“Should I be a killjoy now and point out that we are objectifying all these people?”
Not two days after two acquaintances were railing against gender inequality, the continued need for active and vigilant feminism and the gross objectification of women, insisting that we are not heard and are constantly interrupted, not only did they interrupt and talk over each other, they wheeled out loads and loads of pictures of people active in CrossFit and started commenting on their muscles, their bodies, their appearances, and their preference for “muscular women who don’t appear muscular in clothes”. Normally I would not care – this would be something I’d happily and easily ignore because this kind of commentary is not my thing, but this time, suddenly I was thinking, “What the hell is this?” It’s somehow okay to objectify people (granted, these people have public, visible Instagram accounts where their muscles are on display) and critique them like it’s the fucking Crufts Best in Show? As I say, I don’t care in theory – this is just what we do as people, even if I don’t participate, but the muted hypocrisy defied reason, smacked of inconsistency and screamed ‘double standard’.
I’d argue that most of us are objects and objectifiers in one way or another. It’s how we make sense of the world and the people in it. I’m hypersensitive to it and, at the same time, questioning my own blind spots. Whom am I objectifying, overlooking or generalizing about without knowing it?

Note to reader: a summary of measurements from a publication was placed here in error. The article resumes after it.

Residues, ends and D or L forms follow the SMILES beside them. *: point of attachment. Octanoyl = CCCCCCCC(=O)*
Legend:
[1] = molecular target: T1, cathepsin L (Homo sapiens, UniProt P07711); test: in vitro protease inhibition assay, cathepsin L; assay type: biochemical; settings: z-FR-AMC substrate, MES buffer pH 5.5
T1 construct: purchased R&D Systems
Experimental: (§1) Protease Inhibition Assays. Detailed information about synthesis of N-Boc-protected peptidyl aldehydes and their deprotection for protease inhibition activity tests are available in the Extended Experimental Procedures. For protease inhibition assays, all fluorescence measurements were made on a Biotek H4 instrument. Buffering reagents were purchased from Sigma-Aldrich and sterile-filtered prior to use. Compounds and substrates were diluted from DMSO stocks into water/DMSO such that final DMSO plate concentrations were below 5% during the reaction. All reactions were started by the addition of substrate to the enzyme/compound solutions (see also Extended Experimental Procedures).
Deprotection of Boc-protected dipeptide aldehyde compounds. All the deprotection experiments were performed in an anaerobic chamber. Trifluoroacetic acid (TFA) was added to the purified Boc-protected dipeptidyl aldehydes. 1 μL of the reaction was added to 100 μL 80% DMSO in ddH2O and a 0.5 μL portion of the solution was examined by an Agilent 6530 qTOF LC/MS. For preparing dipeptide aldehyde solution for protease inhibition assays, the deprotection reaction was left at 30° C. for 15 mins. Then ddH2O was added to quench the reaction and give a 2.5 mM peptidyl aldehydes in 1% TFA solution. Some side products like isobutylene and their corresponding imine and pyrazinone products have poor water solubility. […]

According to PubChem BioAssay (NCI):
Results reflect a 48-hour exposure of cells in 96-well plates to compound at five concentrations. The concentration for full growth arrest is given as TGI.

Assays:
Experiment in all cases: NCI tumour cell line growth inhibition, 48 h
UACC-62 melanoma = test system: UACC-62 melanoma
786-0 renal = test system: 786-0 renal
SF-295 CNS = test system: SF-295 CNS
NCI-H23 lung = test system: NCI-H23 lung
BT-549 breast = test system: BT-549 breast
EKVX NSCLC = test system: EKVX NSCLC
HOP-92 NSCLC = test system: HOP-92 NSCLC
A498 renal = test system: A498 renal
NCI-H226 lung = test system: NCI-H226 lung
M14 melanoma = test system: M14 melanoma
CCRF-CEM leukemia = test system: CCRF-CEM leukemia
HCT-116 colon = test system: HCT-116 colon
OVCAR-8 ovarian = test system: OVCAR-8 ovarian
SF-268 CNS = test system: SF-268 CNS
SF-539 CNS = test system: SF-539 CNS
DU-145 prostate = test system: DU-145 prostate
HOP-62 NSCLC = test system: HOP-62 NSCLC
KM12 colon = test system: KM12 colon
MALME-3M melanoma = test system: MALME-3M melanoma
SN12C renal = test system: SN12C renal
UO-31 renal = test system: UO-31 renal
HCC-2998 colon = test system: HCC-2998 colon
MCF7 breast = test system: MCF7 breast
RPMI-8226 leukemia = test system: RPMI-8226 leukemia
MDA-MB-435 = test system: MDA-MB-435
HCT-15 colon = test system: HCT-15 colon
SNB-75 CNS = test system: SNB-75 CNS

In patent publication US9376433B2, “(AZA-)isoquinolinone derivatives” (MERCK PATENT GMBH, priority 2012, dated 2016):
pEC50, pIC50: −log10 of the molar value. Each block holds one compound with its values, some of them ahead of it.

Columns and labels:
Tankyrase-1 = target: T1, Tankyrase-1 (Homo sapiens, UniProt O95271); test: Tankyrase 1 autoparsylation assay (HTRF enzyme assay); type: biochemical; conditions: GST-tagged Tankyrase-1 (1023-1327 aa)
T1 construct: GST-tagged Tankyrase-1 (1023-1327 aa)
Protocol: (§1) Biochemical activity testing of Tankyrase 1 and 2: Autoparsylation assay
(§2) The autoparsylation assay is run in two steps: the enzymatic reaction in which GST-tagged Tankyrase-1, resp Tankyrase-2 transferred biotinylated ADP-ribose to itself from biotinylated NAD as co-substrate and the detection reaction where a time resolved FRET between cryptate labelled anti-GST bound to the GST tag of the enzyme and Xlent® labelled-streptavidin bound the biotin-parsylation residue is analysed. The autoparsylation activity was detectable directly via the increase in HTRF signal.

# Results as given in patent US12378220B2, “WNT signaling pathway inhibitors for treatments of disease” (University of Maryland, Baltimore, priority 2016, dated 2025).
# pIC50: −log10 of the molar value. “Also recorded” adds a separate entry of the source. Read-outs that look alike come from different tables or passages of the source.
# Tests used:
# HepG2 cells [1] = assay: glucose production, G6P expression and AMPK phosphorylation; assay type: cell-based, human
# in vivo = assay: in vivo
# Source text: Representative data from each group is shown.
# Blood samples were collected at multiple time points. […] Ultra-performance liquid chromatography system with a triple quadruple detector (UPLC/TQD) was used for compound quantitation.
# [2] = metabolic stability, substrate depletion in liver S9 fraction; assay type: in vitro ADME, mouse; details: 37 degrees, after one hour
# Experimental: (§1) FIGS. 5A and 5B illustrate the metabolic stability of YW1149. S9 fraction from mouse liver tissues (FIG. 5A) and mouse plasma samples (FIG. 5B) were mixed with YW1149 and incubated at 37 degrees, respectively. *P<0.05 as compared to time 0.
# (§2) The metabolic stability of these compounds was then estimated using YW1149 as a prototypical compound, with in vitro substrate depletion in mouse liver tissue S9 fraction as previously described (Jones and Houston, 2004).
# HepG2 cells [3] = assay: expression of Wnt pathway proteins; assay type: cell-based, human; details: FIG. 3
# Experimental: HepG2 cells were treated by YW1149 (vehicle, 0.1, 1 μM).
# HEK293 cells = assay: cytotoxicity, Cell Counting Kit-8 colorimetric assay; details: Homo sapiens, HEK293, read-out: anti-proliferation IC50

En garde: Gotta be vigilant and police the self.
Short Time -Gavin Ewart She juliets him from a window in Soho, A 'business girl' of twenty. He is a florid businessman of fifty. (Their business is soon done.) He, of a bright young man the sensual ghost, Still (in his mind) the gay seducer, Takes no account of thinned and greying hair, The red veins webbing a once-noble nose, The bushy eyebrows, wrinkles by the ears, Bad breath, the thickening corpulence, The faded, bloodshot eye. This is his dream: that he is still attractive. She, of a fashionable bosom proud, A hairstyle changing as the fashions change, Has still the ageless charm of being young, Fancies herself and knows that men are mugs. Her dream: that she has foxed the bloody world. When two illusions meet, let there not be a third Of the gentle hypocrite reader prone to think That he is wiser than these self-deceivers. Such dreams are common. Readers have them too.